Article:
A shield wall, also shield-wall or Schildmauer, refers to the highest and strongest curtain wall
, or tower of a castle that defends the only practicable line of approach to a castle built on a mountain, hill or headland. German sources may refer to a shield wall that protects two or more sides as a ''Hoher Mantel'' or ''Mantelmauer'', which is variously translated as "mantle-wall", "mantle wall" or "high screen-wall". There is often no clear, definitive distinction between a shield wall and a mantle wall.
Shield walls are found on many German and Austrian hill castle
s, but are not common in Great Britain
where the terrain of the rocky hills on which castles were built did not favour such constructions. However some castles in those areas built on headlands such as Tantallon
and Old Head
do have a similar feature.
Origin and description
The construction of shield walls was common in the late 12th century in Germany
and may have been a reaction to the increasing use of heavy siege engine
s such as the trebuchet
(the height of the walls protecting the buildings beyond from arching fire). The thickness of a shield wall could, in extreme cases, be as much as (e.g. Neuscharfeneck Castle
). Behind the battlements
at the top of the wall there was usually an allure
or wall walk; the shield wall could also be flanked by two wall tower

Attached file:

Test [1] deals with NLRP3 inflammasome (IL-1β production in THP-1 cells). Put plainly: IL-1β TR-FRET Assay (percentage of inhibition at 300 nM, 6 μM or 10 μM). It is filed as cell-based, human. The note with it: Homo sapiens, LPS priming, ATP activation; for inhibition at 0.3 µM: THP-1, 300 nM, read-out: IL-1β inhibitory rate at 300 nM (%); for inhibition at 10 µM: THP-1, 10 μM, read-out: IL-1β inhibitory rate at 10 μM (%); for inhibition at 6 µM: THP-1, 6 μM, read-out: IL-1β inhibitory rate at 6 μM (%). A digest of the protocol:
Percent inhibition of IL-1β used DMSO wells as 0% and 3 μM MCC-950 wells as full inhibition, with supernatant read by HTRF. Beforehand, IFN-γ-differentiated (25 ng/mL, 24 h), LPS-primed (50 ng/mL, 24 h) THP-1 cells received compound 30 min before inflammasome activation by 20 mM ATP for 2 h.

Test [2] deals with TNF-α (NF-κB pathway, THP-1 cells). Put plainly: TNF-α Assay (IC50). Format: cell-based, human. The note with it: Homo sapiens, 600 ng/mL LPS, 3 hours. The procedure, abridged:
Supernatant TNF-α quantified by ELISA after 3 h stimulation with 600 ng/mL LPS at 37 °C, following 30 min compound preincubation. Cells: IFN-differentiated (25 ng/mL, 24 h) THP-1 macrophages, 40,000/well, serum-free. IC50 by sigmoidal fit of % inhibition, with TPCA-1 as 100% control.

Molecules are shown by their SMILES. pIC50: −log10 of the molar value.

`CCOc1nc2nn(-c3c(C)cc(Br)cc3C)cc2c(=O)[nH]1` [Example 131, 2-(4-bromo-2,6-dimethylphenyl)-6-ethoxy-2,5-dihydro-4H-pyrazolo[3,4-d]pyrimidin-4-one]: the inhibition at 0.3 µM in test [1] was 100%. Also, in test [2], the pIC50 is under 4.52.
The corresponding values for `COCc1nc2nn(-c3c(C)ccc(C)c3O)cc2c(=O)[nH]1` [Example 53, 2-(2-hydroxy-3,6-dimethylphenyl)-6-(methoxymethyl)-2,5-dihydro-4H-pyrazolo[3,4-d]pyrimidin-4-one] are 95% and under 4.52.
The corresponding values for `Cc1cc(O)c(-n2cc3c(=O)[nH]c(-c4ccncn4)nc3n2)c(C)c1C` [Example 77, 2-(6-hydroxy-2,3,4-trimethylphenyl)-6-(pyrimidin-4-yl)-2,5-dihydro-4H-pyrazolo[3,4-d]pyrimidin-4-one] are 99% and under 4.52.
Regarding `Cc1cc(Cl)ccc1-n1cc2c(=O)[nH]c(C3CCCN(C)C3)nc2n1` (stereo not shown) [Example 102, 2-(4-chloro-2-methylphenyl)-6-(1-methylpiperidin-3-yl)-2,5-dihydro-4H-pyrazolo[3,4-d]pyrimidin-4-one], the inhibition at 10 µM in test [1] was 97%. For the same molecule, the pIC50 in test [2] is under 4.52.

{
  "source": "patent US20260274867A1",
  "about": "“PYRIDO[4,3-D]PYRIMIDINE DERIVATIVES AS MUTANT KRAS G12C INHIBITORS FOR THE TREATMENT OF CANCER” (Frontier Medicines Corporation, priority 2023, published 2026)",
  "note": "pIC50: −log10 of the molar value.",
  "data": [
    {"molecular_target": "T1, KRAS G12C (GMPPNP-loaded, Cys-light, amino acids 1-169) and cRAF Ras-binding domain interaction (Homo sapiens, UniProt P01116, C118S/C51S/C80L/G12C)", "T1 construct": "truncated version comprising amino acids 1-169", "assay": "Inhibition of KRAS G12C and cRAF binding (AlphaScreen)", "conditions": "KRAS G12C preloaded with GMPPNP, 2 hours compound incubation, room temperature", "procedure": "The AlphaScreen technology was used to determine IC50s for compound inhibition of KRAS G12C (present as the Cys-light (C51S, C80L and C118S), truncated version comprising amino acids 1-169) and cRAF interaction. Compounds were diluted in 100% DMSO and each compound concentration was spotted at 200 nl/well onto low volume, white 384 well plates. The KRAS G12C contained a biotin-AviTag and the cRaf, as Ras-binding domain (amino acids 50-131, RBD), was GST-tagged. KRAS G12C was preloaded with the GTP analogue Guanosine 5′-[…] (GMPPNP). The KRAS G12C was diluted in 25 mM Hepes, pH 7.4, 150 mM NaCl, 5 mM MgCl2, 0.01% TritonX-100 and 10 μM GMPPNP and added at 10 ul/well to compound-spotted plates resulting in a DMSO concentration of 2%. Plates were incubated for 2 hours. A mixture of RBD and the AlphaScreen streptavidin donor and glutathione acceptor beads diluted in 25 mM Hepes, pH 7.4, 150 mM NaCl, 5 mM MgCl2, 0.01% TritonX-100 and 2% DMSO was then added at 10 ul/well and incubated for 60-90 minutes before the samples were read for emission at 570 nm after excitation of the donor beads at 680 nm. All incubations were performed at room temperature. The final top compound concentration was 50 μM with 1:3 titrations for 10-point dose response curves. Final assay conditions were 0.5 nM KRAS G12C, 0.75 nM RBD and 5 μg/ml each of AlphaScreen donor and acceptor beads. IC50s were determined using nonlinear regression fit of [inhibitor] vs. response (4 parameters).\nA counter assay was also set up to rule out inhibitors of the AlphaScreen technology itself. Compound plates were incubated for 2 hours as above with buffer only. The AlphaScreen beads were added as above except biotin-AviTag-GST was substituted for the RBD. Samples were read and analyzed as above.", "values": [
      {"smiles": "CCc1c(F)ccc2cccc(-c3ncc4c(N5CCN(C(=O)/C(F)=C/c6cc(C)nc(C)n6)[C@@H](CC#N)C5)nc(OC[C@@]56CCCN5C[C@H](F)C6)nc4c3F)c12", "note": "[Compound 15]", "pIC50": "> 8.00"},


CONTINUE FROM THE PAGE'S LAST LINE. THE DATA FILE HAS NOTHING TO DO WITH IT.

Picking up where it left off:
s. In many cases the shield wall replaced the bergfried
, for example in the ruined castle of Sporkenburg
in the Westerwald
forest or the ruins of the Alt Eberstein
near the city of Baden-Baden
. In other cases, for example at Liebenzell Castle
, the bergfried was built in the centre of the shield wall. ''The Style of European Art''
by Herbert Read, p. 187.
File:Berneck 1.jpg|The shield wall of Berneck Castle in the Black Forest
File:Schoenburg-Hoher-Mantel-JR-G6-4185-2009-09-27.jpg|The shield wall of the Schönburg near Oberwesel
File:Sporkenburg.JPG|The shield wall of the Sporkenburg
File:Burg Liebenzell.jpg|The shield wall of Liebenzell Castle which is combined with a bergfried
File:Castle bran 01.jpg|The shield wall of Törzburg (Bran Castle) in Transylvania
* Horst Wolfgang Böhme, Reinhard Friedrich, Barbara Schock-Werner (ed.): ''Wörterbuch der Burgen, Schlösser und Festungen''. Philipp Reclam, Stuttgart 2004, , p. 228–230;
* Alexander Antonow: ''Burgen des südwestdeutschen Raums im 13. und 14. Jahrhundert – unter besonderer Berücksichtigung der Schildmauer''. Verlag Konkordia, Bühl/Baden 1977, ;
* Friedrich-Wilhelm Krahe: ''Burgen des deutschen Mittelalters – Grundriss-Lexikon''. Sonderausgabe, Flechsig Verlag, Würzburg 2000, , p. 34−36;
* Friedrich-Wilhelm Krahe: ''Burgen und Wohntürme des deutschen Mittelalters, Band 1: Burgen''. Jan Thorbecke Verlag, Stuttgart 2002, , p. 33−36;
Category:Types of wall